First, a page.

Lansing v. Smith
People of a state are entitled to all rights which formerly belong to the King, by his prerogative.
In Lansing v. Smith, a statute of New York authorized the construction of a basin in the Hudson at Albany, and erections whereby the docks, etc., of the plaintiff were rendered inaccessible by vessels. Despite this harm, it was determined that the act, although it provided no compensation for such injury, was not unconstitutional, either as taking private property for public use without compensation or as impairing the obligation of contracts; that the plaintiff had not at common law, as owner of the adjacent soil, nor by virtue of a grant from the State for land under water opposite to the shore, and under which he claimed, a right 'to the natural flow of the river with which the State had no right to interfere by any erection in the bed of the river or in any other manner.'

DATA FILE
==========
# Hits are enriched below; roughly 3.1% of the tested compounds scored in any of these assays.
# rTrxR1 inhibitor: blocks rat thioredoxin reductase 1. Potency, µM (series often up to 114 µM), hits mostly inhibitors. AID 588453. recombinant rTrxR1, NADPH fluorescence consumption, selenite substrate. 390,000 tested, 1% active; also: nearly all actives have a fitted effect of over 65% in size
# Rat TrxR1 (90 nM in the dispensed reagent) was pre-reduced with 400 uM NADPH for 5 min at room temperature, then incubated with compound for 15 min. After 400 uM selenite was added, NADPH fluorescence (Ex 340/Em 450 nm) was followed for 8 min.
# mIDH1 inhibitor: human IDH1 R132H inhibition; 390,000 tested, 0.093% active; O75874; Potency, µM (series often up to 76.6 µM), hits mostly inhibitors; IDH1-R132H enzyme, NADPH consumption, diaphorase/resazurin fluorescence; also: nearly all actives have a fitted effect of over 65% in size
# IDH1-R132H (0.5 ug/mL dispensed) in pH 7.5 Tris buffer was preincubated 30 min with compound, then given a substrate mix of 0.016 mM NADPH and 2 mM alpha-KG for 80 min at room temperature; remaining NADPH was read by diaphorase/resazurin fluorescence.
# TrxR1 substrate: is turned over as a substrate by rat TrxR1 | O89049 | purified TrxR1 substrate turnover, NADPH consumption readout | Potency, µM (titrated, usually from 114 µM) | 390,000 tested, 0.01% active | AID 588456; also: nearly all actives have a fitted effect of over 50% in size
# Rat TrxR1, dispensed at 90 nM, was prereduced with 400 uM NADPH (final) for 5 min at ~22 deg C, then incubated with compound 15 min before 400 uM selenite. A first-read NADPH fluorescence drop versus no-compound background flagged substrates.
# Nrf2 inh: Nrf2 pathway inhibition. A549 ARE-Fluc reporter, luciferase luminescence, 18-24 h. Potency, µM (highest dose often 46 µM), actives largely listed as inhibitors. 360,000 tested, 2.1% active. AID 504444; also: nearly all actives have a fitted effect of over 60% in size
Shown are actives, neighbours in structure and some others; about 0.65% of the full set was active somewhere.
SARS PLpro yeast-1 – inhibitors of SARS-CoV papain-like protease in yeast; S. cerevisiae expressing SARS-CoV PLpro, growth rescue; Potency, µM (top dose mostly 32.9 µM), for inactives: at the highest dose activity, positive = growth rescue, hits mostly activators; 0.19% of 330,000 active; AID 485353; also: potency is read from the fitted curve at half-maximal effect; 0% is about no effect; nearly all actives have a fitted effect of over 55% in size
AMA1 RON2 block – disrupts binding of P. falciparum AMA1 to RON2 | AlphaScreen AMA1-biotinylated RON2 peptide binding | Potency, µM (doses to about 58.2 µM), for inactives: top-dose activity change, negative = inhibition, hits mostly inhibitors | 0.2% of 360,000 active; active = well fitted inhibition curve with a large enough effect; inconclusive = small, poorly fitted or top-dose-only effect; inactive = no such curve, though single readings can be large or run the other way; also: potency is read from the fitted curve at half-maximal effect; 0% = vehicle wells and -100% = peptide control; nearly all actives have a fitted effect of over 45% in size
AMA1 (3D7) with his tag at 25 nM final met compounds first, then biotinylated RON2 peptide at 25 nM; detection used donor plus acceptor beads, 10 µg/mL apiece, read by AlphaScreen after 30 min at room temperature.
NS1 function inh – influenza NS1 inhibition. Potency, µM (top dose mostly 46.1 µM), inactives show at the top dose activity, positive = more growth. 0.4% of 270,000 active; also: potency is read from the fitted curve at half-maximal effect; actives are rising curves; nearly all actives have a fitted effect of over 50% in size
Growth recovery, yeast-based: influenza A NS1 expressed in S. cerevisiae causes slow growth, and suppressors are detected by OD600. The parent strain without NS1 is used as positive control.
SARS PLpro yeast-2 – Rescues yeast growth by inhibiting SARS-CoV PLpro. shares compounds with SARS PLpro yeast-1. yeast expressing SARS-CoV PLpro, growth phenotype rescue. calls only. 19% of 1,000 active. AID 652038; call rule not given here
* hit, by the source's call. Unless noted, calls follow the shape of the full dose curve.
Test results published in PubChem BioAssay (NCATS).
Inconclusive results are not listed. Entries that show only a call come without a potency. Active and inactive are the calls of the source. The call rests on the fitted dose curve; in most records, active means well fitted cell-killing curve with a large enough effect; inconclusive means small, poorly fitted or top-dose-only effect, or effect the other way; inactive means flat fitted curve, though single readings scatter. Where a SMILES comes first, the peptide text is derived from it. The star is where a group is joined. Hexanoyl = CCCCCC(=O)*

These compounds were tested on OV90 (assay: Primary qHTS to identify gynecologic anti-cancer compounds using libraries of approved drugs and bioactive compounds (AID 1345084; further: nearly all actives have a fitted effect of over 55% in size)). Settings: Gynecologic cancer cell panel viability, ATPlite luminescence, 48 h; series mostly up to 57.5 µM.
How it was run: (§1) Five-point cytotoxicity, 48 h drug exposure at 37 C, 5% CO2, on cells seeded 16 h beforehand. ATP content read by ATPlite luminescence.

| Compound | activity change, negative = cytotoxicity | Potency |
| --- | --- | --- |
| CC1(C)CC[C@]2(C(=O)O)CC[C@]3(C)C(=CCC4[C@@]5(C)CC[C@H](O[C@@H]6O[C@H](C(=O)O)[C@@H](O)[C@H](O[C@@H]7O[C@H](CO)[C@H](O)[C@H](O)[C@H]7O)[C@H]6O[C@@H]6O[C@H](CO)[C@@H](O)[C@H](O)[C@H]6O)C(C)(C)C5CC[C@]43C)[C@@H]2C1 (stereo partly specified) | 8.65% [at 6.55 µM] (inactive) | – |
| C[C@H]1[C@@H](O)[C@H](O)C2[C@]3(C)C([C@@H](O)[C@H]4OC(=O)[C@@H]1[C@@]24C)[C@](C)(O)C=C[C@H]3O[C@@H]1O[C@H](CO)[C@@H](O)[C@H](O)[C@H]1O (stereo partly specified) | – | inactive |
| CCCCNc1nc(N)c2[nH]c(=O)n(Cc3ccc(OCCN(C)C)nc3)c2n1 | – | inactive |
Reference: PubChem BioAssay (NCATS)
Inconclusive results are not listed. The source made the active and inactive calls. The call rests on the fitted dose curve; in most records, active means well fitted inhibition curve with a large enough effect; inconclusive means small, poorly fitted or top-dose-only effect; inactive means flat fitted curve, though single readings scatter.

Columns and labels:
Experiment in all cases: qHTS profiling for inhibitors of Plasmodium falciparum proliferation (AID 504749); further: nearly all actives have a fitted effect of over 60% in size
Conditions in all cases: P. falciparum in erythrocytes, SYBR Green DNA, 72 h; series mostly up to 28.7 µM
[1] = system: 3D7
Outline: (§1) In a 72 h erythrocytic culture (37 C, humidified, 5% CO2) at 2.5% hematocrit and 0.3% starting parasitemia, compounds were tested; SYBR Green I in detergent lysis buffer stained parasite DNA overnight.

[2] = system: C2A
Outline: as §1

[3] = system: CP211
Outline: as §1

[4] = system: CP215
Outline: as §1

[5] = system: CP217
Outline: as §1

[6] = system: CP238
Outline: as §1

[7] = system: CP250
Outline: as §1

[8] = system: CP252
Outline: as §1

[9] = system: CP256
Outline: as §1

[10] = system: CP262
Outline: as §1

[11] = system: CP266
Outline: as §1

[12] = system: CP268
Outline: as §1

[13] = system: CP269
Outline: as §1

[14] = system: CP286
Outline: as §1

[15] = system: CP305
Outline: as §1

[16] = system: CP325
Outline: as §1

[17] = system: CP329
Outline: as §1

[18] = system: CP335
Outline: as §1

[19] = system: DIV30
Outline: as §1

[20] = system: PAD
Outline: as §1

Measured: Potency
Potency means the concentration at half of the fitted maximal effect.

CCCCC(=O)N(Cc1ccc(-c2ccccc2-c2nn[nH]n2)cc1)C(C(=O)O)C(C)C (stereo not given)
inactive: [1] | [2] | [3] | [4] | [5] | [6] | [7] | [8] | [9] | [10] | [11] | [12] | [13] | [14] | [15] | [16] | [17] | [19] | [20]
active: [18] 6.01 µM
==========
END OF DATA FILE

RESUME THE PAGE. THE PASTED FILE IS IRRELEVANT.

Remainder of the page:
In New York, it was long considered as settled law that the state succeeded to all the rights of the crown and parliament of England in lands under tide waters, and that the owner of land bounded by a navigable river within the ebb and flow of the tide had no private title or right in the shore below high-water mark, and was entitled to no compensation for the construction, under a grant from the legislature of the state, of a railroad along the shore between high and low-water mark, cutting off all access from his land to the river, except across the railroad.